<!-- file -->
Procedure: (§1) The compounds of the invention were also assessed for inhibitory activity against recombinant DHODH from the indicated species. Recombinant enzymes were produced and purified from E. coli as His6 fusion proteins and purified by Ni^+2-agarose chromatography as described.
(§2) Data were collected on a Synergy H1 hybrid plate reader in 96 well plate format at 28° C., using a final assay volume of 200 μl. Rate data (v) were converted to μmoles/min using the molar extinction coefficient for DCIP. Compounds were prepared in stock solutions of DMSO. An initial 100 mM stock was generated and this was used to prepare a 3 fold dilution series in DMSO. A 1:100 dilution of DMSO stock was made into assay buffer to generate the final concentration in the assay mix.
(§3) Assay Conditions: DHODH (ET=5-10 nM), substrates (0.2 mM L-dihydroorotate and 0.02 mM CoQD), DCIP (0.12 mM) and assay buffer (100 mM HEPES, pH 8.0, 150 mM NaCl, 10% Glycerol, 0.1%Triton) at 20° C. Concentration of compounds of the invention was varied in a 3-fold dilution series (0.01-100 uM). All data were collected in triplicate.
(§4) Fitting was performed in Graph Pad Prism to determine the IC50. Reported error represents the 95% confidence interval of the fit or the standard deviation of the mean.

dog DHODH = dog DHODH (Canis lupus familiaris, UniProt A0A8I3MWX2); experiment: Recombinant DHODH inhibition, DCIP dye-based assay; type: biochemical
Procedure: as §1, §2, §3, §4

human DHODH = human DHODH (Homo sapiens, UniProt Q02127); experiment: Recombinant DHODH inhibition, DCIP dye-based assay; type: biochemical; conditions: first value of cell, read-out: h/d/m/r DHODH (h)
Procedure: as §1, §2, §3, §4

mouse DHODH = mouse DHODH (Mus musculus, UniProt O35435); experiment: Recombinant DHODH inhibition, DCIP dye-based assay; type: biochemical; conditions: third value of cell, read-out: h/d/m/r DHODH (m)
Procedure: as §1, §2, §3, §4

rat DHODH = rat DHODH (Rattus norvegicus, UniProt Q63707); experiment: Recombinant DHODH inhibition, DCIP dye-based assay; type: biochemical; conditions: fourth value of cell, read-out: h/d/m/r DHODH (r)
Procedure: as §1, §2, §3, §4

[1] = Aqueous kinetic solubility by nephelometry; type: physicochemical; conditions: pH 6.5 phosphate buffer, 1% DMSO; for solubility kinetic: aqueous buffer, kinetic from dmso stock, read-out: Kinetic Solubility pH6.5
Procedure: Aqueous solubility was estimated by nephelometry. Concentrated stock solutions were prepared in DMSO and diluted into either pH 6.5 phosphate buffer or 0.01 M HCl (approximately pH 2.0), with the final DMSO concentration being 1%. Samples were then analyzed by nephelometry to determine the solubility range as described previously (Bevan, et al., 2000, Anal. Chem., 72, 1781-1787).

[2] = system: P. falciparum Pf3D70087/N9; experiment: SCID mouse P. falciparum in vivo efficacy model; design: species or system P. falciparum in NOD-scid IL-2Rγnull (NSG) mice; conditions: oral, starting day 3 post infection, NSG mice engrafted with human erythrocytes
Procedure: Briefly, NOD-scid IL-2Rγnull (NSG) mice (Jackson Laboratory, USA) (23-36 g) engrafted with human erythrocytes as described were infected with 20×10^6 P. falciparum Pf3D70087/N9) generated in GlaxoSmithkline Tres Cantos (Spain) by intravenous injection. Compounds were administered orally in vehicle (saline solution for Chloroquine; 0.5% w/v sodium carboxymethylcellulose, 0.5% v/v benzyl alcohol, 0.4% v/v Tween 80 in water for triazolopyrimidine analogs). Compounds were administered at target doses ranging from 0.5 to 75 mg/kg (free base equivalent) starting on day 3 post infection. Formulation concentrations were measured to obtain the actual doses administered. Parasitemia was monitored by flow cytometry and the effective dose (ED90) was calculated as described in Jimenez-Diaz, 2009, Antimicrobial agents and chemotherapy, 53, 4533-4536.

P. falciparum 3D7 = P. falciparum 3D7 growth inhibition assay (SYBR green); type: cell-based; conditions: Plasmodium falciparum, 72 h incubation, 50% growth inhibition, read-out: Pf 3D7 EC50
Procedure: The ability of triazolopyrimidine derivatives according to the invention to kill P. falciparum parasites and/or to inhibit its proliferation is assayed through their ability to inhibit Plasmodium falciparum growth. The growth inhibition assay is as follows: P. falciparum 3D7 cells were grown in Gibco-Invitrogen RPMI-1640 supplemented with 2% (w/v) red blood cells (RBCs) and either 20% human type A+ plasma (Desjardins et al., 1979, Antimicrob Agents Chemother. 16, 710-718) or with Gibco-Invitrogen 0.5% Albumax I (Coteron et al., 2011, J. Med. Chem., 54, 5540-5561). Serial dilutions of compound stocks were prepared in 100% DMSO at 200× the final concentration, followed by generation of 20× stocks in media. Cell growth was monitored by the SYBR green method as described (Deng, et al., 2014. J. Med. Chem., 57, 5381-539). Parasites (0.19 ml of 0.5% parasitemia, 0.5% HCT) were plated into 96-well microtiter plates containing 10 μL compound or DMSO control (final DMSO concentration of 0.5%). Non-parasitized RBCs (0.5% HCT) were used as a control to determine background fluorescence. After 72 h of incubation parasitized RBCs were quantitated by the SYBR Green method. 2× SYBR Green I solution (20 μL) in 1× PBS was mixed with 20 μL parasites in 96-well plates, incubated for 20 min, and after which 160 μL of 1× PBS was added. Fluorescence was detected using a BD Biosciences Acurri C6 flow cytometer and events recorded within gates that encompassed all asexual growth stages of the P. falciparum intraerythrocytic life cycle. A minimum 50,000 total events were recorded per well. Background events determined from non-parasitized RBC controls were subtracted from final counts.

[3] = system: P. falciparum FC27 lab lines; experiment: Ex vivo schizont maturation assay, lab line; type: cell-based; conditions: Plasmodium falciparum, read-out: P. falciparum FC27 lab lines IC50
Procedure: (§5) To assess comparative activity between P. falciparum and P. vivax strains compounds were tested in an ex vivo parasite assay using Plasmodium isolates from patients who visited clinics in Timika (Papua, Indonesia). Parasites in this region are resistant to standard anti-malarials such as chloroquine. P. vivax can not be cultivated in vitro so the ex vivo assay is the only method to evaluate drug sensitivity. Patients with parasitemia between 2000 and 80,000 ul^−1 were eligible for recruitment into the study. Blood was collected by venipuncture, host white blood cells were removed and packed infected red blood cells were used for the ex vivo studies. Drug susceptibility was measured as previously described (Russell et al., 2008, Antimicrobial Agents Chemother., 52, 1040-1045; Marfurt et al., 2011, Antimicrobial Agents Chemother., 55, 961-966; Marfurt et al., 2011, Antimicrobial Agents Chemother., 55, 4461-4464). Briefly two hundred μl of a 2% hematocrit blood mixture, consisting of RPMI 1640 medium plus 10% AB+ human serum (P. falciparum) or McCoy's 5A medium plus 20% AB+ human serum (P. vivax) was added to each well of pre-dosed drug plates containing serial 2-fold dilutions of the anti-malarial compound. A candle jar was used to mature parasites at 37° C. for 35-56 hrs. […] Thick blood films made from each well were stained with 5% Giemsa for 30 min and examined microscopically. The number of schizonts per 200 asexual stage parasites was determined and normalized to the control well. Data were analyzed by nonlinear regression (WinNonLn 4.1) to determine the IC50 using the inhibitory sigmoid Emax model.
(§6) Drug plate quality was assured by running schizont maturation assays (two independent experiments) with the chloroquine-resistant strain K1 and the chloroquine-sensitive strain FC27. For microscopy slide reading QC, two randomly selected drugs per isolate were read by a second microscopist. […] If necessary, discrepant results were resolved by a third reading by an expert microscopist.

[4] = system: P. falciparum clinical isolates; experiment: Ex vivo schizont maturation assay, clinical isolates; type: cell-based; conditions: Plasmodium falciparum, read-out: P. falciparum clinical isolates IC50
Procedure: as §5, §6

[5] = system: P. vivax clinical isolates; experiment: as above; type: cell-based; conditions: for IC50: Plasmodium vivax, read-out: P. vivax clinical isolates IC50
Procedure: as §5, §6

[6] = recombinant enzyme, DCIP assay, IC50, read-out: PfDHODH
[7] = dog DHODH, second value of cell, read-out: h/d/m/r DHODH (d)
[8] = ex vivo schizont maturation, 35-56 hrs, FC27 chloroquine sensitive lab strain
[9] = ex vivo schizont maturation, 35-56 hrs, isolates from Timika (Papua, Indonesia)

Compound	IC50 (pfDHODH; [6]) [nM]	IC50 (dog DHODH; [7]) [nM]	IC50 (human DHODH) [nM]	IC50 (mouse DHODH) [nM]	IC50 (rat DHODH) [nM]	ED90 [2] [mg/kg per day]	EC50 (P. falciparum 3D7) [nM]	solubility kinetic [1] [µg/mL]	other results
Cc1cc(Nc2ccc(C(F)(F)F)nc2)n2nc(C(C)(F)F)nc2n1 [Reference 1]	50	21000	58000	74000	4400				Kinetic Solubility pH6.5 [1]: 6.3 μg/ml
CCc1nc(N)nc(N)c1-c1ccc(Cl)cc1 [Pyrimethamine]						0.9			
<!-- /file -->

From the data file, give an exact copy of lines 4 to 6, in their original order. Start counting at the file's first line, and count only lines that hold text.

(§4) Fitting was performed in Graph Pad Prism to determine the IC50. Reported error represents the 95% confidence interval of the fit or the standard deviation of the mean.

dog DHODH = dog DHODH (Canis lupus familiaris, UniProt A0A8I3MWX2); experiment: Recombinant DHODH inhibition, DCIP dye-based assay; type: biochemical
Procedure: as §1, §2, §3, §4